Freedom of religion in Japan

The Article 20 of the Japanese Constitution provides for freedom of religion in Japan, and the government generally respects this right in practice.

Religious demography

The government of Japan does not require religious groups to report their membership, so it was difficult to accurately determine the number of adherents to different religious groups. The Agency for Cultural Affairs reported in 2017 that membership claims by religious groups totaled 182 million.[1] This is out of a total population of 127 million, but does not account for overlapping memberships (some families may be registered at both a Buddhist temple and a Shinto shrine), or double membership due to change of address. This number, which is nearly twice Japan's population, reflects many citizens' affiliation with multiple religions. For example, it is very common for Japanese to practice both Buddhist and Shinto rites.

According to the Agency's annual yearbook, 85 million persons identify themselves as Shinto, 88 million as Buddhist, 2 million as Christian, and 8 million follow "other" religions, including Tenrikyo, Seicho-no-Ie, the Church of World Messianity, and PL Kyodan.[1] Academics estimate that there are 120 thousand Muslims in Japan, 10 percent of whom are Japanese citizens. The Israeli Embassy estimates that there are approximately 2,000 Jews in the country, most of them foreign-born.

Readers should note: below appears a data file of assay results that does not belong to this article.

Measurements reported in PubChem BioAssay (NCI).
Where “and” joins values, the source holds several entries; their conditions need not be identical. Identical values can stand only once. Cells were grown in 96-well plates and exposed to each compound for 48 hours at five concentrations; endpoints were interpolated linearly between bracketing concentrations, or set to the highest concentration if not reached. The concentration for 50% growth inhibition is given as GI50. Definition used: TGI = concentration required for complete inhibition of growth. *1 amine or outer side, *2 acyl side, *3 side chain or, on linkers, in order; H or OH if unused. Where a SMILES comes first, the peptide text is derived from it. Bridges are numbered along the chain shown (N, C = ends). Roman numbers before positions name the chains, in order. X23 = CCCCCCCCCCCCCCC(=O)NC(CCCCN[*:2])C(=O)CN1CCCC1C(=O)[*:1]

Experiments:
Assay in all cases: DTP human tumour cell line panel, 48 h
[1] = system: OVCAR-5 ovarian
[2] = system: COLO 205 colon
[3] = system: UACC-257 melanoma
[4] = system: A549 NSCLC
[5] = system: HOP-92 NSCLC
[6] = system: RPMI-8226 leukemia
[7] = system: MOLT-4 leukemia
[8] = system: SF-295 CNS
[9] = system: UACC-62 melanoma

As of December 2017, under the 1951 Religious Juridical Persons Law, the Government recognized 157 schools of Buddhism.[2] The six major schools of Buddhism are Tendai, Shingon, Jōdō, Zen (Sōtō and Rinzai sects), Nichiren, and Nanto Rokushū. In addition, there are a number of Buddhist lay organizations, including Soka Gakkai, which reported a membership of eight million. The two main schools of Shinto are the Association of Shinto Shrines and Kyohashinto.